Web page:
The Father Miqueli File: NY Archdiocese Challenged Over Its Handling of Scandalous Accusations

But its chief spokesman insists it has responded appropriately to the allegations of financial and sexual misconduct leveled against the parish priest.

NEW YORK — Shortly after he was assigned to a parish on Roosevelt Island in New York City, Father Peter Miqueli told a local newspaper that he hoped his parishioners would help him become a good priest.

“I am a regular person from the community who has been called upon to serve the community,” Father Miqueli told The Wire in February 2002.

Today, Father Miqueli, while still a priest of the Archdiocese of New York, has no parish or any assignment. He has been sued by parishioners from two churches who accuse him of embezzling $1 million and of alienating the faithful with an aloof and abrasive demeanor. The embezzling allegations — extensively detailed in a lawsuit filed in December 2015 — are being investigated by the Bronx District Attorney’s Office.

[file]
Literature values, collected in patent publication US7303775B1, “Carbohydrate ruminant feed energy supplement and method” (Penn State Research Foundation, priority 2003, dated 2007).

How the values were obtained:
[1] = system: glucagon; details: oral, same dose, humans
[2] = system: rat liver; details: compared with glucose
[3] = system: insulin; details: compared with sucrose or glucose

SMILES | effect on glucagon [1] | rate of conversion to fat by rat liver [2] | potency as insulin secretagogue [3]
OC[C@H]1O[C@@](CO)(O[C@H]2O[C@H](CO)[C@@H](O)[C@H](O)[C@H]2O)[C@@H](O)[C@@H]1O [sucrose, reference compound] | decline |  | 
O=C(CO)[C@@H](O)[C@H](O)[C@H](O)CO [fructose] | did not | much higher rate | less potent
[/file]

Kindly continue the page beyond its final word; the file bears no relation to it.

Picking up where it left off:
The lawsuit also details, in lurid fashion, an alleged long-running paid homosexual relationship that Father Miqueli is said to have had with Keith Crist, an alleged male escort whom parishioners say they often saw around their churches, and who Father Miqueli allegedly assigned to run a parish-operated thrift shop on Roosevelt Island.

The alleged homosexual relationship, and accompanying accusations of drug use, were sent to the Archdiocese of New York, specifically to Cardinal Timothy Dolan, in a four-page email last summer by Tatyana Gudin, the ex-girlfriend of Crist, whom Father Miqueli is said to have paid up to $1,000 a week for degrading sexual acts. Gudin also detailed the allegations in an interview with the Register, for which she provided copies of text messages from Crist that she says verify the priest’s appetite for disordered sex acts.

“Keith told me everything. We had no secrets,” said Gudin, who added: “The fact that I have one text proving it is already something. How many do I need? A thousand?

Father Miqueli, who resigned amidst a media storm after the lawsuit was filed, “strongly” denies the allegations of sexual and financial misconduct, said Joseph Zwilling, the spokesman for the Archdiocese of New York. Zwilling told the Register that the archdiocese has been investigating allegations of misconduct from parishioners at St. Frances de Chantal — the Bronx parish where Father Miqueli was last assigned — for more than two years.